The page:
McDougall K.L.,NSW Office of Environment and Heritage |
McDougall K.L.,La Trobe University
Annals of Botany | Year: 2014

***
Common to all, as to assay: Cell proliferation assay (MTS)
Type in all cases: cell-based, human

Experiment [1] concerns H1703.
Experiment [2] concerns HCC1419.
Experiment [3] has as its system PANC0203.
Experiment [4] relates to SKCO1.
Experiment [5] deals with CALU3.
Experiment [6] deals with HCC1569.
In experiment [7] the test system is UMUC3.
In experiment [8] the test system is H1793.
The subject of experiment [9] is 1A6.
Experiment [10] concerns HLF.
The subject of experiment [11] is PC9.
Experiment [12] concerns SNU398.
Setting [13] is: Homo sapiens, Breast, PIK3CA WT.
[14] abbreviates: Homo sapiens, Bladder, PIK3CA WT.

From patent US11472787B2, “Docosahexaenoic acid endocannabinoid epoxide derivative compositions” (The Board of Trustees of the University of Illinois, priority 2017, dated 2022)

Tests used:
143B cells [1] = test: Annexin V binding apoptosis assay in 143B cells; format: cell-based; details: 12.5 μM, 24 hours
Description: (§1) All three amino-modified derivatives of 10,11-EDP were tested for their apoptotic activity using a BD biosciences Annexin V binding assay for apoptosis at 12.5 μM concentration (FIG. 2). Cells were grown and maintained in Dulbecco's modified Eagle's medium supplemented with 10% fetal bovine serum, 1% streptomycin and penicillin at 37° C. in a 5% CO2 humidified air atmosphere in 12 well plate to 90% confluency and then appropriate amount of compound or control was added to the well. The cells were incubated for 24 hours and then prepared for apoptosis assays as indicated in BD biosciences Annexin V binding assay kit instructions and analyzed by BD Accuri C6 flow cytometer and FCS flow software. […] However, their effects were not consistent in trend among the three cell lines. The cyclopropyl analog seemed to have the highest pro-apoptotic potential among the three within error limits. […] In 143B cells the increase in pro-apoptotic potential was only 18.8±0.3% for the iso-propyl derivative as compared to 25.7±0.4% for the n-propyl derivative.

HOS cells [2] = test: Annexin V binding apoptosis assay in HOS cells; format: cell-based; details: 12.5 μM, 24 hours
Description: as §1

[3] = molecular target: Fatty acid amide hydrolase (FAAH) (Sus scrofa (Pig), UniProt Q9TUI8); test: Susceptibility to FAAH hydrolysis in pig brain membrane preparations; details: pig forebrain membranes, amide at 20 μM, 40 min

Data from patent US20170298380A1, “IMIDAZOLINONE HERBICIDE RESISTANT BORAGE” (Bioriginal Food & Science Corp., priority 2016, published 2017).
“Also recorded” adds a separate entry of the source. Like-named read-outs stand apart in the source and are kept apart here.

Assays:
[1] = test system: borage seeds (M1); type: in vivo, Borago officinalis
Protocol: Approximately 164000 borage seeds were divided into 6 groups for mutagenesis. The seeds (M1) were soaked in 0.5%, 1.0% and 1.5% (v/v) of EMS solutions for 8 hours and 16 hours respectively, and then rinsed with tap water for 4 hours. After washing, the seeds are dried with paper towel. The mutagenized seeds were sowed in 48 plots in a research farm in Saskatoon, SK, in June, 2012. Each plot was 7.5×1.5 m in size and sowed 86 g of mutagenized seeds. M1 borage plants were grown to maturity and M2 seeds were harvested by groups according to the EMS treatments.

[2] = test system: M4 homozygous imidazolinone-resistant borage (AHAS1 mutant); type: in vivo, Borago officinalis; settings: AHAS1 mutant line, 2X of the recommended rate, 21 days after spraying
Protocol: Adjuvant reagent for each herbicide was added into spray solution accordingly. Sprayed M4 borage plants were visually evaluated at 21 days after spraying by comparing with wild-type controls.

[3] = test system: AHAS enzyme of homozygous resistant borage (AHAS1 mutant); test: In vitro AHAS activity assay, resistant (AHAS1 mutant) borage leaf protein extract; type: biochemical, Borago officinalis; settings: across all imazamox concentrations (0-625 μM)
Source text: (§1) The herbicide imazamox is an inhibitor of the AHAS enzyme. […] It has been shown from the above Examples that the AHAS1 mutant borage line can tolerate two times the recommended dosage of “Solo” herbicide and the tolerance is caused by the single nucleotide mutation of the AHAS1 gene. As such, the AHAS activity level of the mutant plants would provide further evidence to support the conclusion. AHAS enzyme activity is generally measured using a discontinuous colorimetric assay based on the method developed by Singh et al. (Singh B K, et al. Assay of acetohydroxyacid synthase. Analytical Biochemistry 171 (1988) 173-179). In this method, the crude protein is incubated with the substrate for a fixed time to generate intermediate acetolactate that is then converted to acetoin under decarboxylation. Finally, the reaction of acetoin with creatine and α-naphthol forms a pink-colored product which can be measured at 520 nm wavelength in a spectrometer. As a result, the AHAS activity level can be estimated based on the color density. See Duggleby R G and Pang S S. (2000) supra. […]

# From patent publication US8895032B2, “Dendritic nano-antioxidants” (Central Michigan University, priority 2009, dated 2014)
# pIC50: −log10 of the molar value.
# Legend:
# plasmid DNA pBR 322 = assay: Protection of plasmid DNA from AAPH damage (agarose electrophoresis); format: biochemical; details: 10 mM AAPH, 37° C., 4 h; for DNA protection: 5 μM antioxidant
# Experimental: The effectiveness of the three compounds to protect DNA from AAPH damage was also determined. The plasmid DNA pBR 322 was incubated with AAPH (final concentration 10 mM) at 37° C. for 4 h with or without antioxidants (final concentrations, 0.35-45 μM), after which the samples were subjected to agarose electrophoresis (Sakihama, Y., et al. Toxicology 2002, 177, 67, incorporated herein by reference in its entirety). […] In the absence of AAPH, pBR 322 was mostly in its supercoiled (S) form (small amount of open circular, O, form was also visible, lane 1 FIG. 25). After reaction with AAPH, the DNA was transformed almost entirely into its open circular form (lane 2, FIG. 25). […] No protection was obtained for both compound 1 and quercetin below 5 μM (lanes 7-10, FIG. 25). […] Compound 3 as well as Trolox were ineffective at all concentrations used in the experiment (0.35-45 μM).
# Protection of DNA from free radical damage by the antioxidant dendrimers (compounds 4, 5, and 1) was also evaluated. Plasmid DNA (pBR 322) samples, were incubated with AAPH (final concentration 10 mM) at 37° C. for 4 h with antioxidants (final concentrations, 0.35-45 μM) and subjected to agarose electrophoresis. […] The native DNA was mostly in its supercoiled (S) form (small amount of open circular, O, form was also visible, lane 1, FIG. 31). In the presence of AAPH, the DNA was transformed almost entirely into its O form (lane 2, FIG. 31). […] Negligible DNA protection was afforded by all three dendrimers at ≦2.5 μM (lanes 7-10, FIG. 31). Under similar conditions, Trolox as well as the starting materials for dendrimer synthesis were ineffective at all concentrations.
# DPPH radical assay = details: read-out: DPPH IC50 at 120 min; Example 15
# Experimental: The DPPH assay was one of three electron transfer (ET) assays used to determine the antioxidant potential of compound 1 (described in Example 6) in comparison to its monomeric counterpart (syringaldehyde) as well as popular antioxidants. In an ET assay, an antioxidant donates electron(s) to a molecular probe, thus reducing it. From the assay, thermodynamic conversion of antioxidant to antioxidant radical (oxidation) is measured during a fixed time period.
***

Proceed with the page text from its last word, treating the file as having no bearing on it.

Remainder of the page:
Background and Aims The association of clonality, polyploidy and reduced fecundity has been identified as an extinction risk for clonal plants. Compromised sexual reproduction limits both their ability to adapt to new conditions and their capacity to disperse to more favourable environments. Grevillea renwickiana is a prostrate, putatively sterile shrub reliant on asexual reproduction. Dispersal is most likely limited by the rate of clonal expansion via rhizomes. The nine localized populations constituting this species provide an opportunity to examine the extent of clonality and spatial genotypic diversity to evaluate its evolutionary prospects. Methods Ten microsatellite loci were used to compare genetic and genotypic diversity across all sites with more intensive sampling at four locations (n = 185). The spatial distribution of genotypes and chloroplast DNA haplotypes based on the trnQ-rps16 intergenic spacer region were compared. Chromosome counts provided a basis for examining genetic profiles inconsistent with diploidy. Key Results Microsatellite analysis identified 46 multilocus genotypes (MLGs) in eight multilocus clonal lineages (MLLs). MLLs are not shared among sites, with two exceptions. Spatial autocorrelation was significant to 1·6 km. Genotypic richness ranged from 0 to 0·33. Somatic mutation is likely to contribute to minor variation between MLGs within clonal lineages. The eight chloroplast haplotypes identified were correlated with eight MLLs defined by ordination and generally restricted to single populations. Triploidy is the most likely reason for tri-allelic patterns. Conclusions Grevillea renwickiana comprises few genetic individuals. Sterility has most likely been induced by triploidy. Extensive lateral suckering in long-lived sterile clones facilitates the accumulation of somatic mutations, which contribute to the measured genetic diversity. Genetic conservation value may not be a function of population size. Despite facing evolutionary stagnation, sterile clonal species can play a vital role in mitigating ecological instability as floras respond to rapid environmental change. © 2014 The Author 2014. Published by Oxford University Press on behalf of the Annals of Botany Company. All rights reserved. For Permissions, please email: email@example.com.